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  • Publication
    Métadonnées seulement
    Imputation of Income Data with Generalized Calibration Procedure and GB2 distribution: Illustration with SILC data
    (Neuchâtel Université de Neuchâtel Statistical Institute, 2014)
    In sample surveys of households and persons, questions about income are important variables and often sensitive and thus subject to a higher nonresponse rate. The distribution of such collected incomes is neither normal, nor log-normal. Hypotheses of classical regression models to explain the income (or their log) are not satisfied. Imputations using such models modify the original and true distribution of the data which is not. Empirical studies have shown that the generalized beta distribution of the second kind (GB2) it fits income data very well. We present a parametric method of imputation relying on weights obtained by generalized calibration. A GB2 distribution is fitted on the income distribution in order to assess that these weights can compensate for nonignorable nonresponse that affects the variable of interest. The success of the operation greatly depends on the choice of auxiliary and instrumental variables used for calibration, which we discuss. We validate our imputation system on data from the Swiss Survey on Income and Living Conditions (SILC) and compare it to imputations performed through the use of IVEware software running on SAS. We have made great efforts to estimate variances through linearization, taking all the steps of our procedure into account.
  • Publication
    Métadonnées seulement
    Variance Estimation for Regression Imputed Quantiles and Inequality Indicators
    (Neuchâtel UNINE, ISTAT, 2014)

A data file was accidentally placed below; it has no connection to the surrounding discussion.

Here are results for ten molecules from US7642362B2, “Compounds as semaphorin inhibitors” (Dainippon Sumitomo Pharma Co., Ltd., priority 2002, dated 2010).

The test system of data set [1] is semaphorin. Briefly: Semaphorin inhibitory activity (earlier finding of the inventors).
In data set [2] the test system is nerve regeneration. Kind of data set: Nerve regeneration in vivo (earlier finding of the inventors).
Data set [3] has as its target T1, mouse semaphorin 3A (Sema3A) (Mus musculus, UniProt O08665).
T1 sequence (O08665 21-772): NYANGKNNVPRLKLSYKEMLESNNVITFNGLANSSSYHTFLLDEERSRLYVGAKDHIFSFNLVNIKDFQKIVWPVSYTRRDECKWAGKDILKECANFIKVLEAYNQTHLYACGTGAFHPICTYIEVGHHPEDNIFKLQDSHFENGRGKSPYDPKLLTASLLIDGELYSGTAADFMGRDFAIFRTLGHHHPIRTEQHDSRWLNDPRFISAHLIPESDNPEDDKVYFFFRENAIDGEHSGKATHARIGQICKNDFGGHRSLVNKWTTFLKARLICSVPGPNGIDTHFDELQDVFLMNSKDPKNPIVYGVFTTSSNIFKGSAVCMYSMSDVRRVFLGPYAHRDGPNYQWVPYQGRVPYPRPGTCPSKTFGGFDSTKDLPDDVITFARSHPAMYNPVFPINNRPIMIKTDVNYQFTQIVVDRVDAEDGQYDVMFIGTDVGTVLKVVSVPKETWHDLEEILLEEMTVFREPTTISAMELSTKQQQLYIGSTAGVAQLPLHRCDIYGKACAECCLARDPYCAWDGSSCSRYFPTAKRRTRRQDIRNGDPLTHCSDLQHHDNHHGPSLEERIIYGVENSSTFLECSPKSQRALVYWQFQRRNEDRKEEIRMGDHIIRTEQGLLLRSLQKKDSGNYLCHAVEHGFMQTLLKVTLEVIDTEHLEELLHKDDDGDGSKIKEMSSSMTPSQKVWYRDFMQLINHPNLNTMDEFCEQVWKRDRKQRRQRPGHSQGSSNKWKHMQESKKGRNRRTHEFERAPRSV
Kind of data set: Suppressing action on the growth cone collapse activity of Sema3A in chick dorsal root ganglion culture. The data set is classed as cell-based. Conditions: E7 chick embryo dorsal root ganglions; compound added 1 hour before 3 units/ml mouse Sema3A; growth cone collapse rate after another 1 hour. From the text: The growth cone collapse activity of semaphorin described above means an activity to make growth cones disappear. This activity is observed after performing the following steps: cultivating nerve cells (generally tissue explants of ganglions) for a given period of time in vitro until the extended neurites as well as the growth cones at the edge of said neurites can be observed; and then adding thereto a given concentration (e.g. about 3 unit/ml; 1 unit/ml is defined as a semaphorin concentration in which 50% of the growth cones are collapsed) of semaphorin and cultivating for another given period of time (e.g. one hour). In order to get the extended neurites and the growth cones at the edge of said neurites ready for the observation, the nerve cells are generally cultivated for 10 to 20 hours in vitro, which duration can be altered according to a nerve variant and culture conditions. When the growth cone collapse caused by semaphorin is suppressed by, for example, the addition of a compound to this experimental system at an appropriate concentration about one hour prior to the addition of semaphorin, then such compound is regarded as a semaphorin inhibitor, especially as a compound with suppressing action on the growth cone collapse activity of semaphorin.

This work is done in the framework of sampling theory. It is based on a scenario in which a sample survey has been carried out and only a sub-part of the selected sample has accepted to answer (total non-response). Moreover, some respondents did not answer all questions (partial non-response). This is common scenario in practice. We are particularly interested in income type variables. Generally, total non-response is treated by re-weighting and partial non-response through imputation. One further supposes here that the imputation is carried out by a regression model adjusted on the respondents. We then resume the idea presented by \citet{dev:sar:94} and tested afterwards by \citet{LeeRancSar:1994} which consists in constructing an unbiased estimator of the variance of a total based solely on the information at our disposal: the information known on the selected sample and the subset of respondents. While the two cited articles dealt with the exercise for a conventional total of an interest variable $y$, we reproduce here a similar development in the case where the considered total is one of the linearized variable of quantiles or of inequality indicators, and that, furthermore, it is computed from the imputed variable $y$. We show by means of simulations that regression imputation can have an important impact on the bias estimation as well as on the variance estimation of inequality indicators. This leads us to a method capable of taking into account the variance due to imputation in addition to the one due to the sampling design in the cases of quantiles. This method could be generalized to some of the inequality indicators.